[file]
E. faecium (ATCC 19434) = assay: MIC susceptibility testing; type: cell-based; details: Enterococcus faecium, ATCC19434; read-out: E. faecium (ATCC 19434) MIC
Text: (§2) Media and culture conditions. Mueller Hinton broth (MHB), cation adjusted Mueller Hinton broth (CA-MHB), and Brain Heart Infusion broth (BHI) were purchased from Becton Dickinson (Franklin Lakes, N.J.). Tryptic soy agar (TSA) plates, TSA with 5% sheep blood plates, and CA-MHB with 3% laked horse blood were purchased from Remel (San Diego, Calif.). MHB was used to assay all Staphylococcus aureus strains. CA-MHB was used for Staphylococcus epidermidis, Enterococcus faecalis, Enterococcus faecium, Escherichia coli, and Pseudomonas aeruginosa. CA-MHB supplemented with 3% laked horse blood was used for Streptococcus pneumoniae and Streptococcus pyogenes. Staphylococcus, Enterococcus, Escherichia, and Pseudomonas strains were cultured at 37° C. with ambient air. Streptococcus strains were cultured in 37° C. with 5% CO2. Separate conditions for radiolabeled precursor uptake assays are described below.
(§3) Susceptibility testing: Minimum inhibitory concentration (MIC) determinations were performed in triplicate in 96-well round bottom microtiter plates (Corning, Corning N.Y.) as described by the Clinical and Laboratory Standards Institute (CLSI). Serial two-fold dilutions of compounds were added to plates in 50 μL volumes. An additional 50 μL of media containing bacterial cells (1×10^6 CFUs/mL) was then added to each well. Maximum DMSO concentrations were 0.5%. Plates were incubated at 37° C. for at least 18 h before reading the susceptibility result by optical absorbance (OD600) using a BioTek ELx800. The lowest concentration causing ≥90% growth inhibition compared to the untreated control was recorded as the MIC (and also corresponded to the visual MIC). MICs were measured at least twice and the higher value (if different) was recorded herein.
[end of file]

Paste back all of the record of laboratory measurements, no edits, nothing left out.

E. faecium (ATCC 19434) = assay: MIC susceptibility testing; type: cell-based; details: Enterococcus faecium, ATCC19434; read-out: E. faecium (ATCC 19434) MIC
Text: (§2) Media and culture conditions. Mueller Hinton broth (MHB), cation adjusted Mueller Hinton broth (CA-MHB), and Brain Heart Infusion broth (BHI) were purchased from Becton Dickinson (Franklin Lakes, N.J.). Tryptic soy agar (TSA) plates, TSA with 5% sheep blood plates, and CA-MHB with 3% laked horse blood were purchased from Remel (San Diego, Calif.). MHB was used to assay all Staphylococcus aureus strains. CA-MHB was used for Staphylococcus epidermidis, Enterococcus faecalis, Enterococcus faecium, Escherichia coli, and Pseudomonas aeruginosa. CA-MHB supplemented with 3% laked horse blood was used for Streptococcus pneumoniae and Streptococcus pyogenes. Staphylococcus, Enterococcus, Escherichia, and Pseudomonas strains were cultured at 37° C. with ambient air. Streptococcus strains were cultured in 37° C. with 5% CO2. Separate conditions for radiolabeled precursor uptake assays are described below.
(§3) Susceptibility testing: Minimum inhibitory concentration (MIC) determinations were performed in triplicate in 96-well round bottom microtiter plates (Corning, Corning N.Y.) as described by the Clinical and Laboratory Standards Institute (CLSI). Serial two-fold dilutions of compounds were added to plates in 50 μL volumes. An additional 50 μL of media containing bacterial cells (1×10^6 CFUs/mL) was then added to each well. Maximum DMSO concentrations were 0.5%. Plates were incubated at 37° C. for at least 18 h before reading the susceptibility result by optical absorbance (OD600) using a BioTek ELx800. The lowest concentration causing ≥90% growth inhibition compared to the untreated control was recorded as the MIC (and also corresponded to the visual MIC). MICs were measured at least twice and the higher value (if different) was recorded herein.